Iconic First World War football to be displayed at Portman Road

The historic First World War football will be displayed at Portman Road. Pictured are Ipswich Town m

The historic First World War football will be displayed at Portman Road. Pictured are Ipswich Town managing director Ian Milne and Tony Robinson, former corporal in the London Irish and now Ball Major. Picture: IPSWICH TOWN FOOTBALL CLUB - Credit: Archant

It shows not only the spirit of the beautiful game but also the bravery of those who risked their lives for the freedom of future generations.

The historic First World War football will be displayed at Portman Road. Picture: IPSWICH TOWN FOOTB

The historic First World War football will be displayed at Portman Road. Picture: IPSWICH TOWN FOOTBALL CLUB - Credit: Archant

And now Ipswich Town fans will be able to catch a rare glimpse of a historic football kicked across No Man’s Land during the First World War when it is showcased at Portman Road this weekend.

The leather ball, used by the 1st Battalion London Irish Rifles at the Battle of Loos-en-Gohelle in 1915, is thought to be the only football in existence from the 1914-18 conflict.

During the Great War, soccer was encouraged as a way of keeping troops fit and boosting team spirit.

But commanders ordered that all balls be confiscated and destroyed before the battle at Loos-en-Gohelle.

The historic First World War football will be displayed at Portman Road. Pictured are Ipswich Town m

The historic First World War football will be displayed at Portman Road. Pictured are Ipswich Town managing director Ian Milne and Tony Robinson, former corporal in the London Irish and now Ball Major. Picture: IPSWICH TOWN FOOTBALL CLUB - Credit: Archant


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Young rifleman Frank Edwards defied the ruling, keeping a deflated ball down his uniform front before quickly pumping it up and hurling it over the trenches to the call of ‘Play on the London Irish’ on September 25 1915.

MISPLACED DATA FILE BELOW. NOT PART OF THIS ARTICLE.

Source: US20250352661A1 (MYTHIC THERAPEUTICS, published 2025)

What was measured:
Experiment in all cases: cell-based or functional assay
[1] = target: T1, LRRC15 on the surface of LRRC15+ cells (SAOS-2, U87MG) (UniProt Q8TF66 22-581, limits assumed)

Edwards and his team-mates Micky Mileham, Bill Taylor and Jimmy Dalby kicked the ball between them as they advanced on the German positions.

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Even when The London Irish halted the line of advance, the ball was kept in play as a way of keeping contact with units to the left and right.

The London Irish assaulted the German trenches and cleared through three lines to win the day. They held the line for around 72 hours before being relieved.

Edwards was wounded in the thigh during the assault and was aided by Mileham, who was wounded attending to him.

They were recovered to the regimental aid station while the ball itself was recovered from the German wire.

It is now kept in the Regimental Museum in the headquarters of the London Irish Rifles in Camberwell, South London.

The ball will be in the Ipswich Town FanZone on Saturday, November 3 for supporters to view and have their photo taken with the unique war artefact.

Fans will also be able to donate to the London Irish Regimental Museum before Peter Lough, chairman of the Regimental Association is interviewed on the pitch at half-time.

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